• Raja Sen
    Raja Sen


    Joel and Ethan and Llewyn never let up, and we watch and smirk and commiserate and feel the despondent stupor descend upon us, sliced occasionally by the music, shining in like sun streaming into a dank attic. The thing to remember about Inside Llewyn Davis is that while it might not be new, it never gets old.

  • IANS


    …this is a pleasant enough film, which features its share of standout moments and is a welcome change especially for those who care about the kind of music it honours.

  • Oscar Isaac virtually lives the part of Llewyn and he is ably supported by Carey Mulligan and Justin Timberlake with the burly John Goodman notching yet another good cameo in this delightful soul-searching music drama. This is a must for music aficionados, specially folk music lovers.

  • Generously laced with dark humour and part-melancholic, Inside Llewyn Davis is full of clever Coen-isms and the film’s soundtrack too is wonderful. This one makes for some compelling viewing.

  • Rohit Khilnani
    Rohit Khilnani
    India Today


    It’s dark and not commercial. It’s bitter and sweet. It’s everything you expect from Coen Brothers.
    Every department has contributed with all their heart. The screenplay, costumes and cinematography are very well done, making it easy for you to get transported to the early sixties.

  • Whether or not you relate to it, you need to watch it on the big screen to appreciate its tragic beauty.

  • Somehow, the Coen brothers manage to make the fictional Llewyn Davis, with all the surreal elements in his life, feel more painfully real. Does the fact that his songs are such exquisite, melancholic gems make up for everything that Llewyn goes through and for the fact that he’s among those who are doomed to be forgotten? That’s the question that every unknown, struggling artist faces and to quote Llewyn, it’s a question that’s “never new and it never gets old.”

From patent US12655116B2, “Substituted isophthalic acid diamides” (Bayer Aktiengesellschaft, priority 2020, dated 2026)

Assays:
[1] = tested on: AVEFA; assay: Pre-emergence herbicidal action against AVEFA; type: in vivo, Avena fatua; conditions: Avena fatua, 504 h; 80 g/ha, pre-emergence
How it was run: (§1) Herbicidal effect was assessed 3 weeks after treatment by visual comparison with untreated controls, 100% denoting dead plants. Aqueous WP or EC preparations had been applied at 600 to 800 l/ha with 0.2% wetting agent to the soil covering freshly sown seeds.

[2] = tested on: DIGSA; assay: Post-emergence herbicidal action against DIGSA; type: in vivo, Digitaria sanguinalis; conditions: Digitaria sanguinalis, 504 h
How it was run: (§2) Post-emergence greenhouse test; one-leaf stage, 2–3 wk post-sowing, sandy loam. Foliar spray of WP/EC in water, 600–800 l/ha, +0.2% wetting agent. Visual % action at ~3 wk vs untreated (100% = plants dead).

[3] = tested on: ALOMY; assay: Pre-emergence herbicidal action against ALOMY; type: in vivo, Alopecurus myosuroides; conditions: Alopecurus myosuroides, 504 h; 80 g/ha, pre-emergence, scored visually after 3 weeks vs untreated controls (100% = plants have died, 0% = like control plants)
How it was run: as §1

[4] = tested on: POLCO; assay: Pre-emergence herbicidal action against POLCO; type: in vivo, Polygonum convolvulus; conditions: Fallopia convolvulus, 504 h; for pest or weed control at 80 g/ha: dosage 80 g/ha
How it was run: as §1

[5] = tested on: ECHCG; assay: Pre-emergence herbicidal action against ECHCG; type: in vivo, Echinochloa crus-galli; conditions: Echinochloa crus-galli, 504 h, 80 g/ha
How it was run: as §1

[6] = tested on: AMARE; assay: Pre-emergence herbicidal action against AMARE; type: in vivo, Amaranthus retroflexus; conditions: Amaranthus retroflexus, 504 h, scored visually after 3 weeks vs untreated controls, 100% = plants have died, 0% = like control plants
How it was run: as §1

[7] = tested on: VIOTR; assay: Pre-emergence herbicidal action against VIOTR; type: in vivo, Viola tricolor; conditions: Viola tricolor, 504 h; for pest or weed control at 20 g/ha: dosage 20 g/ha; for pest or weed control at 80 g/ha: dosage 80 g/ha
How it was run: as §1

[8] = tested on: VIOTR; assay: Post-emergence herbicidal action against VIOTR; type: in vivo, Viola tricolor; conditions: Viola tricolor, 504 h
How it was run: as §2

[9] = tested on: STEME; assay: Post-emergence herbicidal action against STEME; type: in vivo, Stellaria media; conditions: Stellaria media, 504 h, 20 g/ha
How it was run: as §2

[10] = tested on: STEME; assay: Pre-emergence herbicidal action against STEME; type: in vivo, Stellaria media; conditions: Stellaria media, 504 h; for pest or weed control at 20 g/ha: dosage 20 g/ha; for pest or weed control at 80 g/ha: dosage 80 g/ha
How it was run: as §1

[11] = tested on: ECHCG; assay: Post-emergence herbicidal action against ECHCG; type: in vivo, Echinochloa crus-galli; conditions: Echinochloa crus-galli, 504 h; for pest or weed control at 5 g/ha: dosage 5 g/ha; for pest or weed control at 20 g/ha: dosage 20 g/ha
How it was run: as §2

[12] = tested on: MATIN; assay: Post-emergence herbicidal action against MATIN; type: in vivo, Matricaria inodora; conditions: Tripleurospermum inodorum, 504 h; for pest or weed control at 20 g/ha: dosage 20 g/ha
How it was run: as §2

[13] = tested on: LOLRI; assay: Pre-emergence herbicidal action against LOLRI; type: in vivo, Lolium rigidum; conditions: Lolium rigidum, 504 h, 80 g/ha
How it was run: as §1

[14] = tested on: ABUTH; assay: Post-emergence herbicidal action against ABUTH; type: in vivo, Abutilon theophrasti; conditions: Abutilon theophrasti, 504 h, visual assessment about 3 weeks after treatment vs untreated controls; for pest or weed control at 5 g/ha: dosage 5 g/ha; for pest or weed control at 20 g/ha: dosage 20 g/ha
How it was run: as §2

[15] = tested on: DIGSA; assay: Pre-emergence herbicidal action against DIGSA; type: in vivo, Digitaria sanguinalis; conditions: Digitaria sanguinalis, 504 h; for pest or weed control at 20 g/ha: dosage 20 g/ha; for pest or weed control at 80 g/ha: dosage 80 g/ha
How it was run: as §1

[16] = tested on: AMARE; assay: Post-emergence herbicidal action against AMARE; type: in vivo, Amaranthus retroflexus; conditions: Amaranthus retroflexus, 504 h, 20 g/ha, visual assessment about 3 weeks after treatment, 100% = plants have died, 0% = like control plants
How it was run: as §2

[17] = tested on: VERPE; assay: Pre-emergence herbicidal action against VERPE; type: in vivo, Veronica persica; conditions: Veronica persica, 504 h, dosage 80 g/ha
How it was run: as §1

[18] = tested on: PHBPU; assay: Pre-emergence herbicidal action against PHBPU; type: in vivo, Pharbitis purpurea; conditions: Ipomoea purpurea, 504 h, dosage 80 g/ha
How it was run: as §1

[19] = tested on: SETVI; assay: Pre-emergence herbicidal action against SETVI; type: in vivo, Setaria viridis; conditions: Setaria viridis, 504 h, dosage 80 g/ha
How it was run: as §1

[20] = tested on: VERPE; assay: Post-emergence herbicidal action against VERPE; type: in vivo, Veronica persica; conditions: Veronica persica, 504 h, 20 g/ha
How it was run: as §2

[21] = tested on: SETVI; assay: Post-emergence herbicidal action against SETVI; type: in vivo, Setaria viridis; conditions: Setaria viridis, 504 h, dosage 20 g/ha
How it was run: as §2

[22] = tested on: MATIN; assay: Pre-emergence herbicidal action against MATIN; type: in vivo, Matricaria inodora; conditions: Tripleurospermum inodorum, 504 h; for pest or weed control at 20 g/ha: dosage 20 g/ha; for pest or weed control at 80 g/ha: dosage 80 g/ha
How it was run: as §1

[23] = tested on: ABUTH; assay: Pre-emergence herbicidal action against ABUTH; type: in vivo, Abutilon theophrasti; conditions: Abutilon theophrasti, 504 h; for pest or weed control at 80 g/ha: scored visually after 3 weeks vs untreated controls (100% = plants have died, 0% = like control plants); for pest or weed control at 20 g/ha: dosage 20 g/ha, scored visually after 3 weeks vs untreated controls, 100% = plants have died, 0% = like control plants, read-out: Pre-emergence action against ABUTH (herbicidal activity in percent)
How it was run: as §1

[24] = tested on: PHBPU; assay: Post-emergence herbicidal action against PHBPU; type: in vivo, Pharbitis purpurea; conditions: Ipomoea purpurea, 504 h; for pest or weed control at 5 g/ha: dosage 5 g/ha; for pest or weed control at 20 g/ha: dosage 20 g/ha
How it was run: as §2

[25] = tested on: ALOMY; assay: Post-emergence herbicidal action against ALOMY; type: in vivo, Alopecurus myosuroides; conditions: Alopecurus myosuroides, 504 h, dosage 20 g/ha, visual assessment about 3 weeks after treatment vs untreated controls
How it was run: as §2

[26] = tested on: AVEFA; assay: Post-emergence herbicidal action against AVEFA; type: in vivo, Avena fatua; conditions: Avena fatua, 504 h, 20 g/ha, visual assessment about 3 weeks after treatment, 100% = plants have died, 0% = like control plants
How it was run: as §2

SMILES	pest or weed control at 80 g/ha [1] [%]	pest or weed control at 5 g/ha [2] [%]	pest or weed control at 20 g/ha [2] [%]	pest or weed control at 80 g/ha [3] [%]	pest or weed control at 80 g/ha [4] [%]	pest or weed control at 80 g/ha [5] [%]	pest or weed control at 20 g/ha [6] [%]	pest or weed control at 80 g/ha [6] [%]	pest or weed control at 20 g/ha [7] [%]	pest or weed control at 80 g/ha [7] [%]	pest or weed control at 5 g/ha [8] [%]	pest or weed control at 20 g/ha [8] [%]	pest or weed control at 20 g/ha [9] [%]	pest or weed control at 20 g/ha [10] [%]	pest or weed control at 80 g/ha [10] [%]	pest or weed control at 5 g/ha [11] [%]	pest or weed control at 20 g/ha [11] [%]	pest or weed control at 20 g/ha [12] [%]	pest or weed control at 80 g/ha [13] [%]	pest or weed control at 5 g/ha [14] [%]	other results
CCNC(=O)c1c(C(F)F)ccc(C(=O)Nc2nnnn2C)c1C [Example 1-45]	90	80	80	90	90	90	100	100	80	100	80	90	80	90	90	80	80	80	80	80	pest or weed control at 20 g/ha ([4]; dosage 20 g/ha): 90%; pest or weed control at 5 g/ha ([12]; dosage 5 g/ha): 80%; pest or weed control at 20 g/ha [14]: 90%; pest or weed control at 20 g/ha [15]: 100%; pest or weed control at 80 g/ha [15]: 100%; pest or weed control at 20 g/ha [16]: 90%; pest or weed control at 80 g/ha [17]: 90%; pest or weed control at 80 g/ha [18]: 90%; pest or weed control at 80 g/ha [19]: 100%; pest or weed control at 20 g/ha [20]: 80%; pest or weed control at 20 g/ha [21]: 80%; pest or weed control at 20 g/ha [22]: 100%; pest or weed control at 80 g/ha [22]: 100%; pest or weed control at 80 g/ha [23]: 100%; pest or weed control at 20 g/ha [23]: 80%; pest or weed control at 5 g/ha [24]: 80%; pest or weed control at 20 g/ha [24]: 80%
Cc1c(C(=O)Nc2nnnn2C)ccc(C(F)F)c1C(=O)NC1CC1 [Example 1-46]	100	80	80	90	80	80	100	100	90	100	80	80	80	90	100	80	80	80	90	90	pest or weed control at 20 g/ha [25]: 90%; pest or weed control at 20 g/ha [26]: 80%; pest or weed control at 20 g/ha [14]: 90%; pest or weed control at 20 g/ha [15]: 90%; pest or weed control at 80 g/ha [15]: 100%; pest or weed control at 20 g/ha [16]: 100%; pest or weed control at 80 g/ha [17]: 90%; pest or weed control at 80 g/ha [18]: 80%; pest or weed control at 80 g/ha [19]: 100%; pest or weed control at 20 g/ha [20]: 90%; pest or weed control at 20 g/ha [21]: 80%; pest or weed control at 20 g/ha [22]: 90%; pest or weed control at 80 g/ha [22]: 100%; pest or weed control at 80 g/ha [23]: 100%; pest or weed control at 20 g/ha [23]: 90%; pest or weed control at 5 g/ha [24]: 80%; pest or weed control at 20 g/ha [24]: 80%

• Saumya Sharma
    Saumya Sharma


    The film’s story gently caresses your artistic soul just like a favorite song would and manages to create an emotional connection. You get a warm feeling that promises to linger on, long after the final notes have been played in this 105-minute long film.

  • The sardonic art of Ethan and Joel Coen, so scornful of their own surly and defeated characters, never has had much room for emotional depth…Inside Llewyn Davis is their saddest and most poetic story ever. The recognizable narrative style—wide sweeping frames with just one crucial thing or person moving somewhere in the frame, moving to overcharged close-ups—is complemented by the mood-inducing cinematography of Bruno Delbonnel.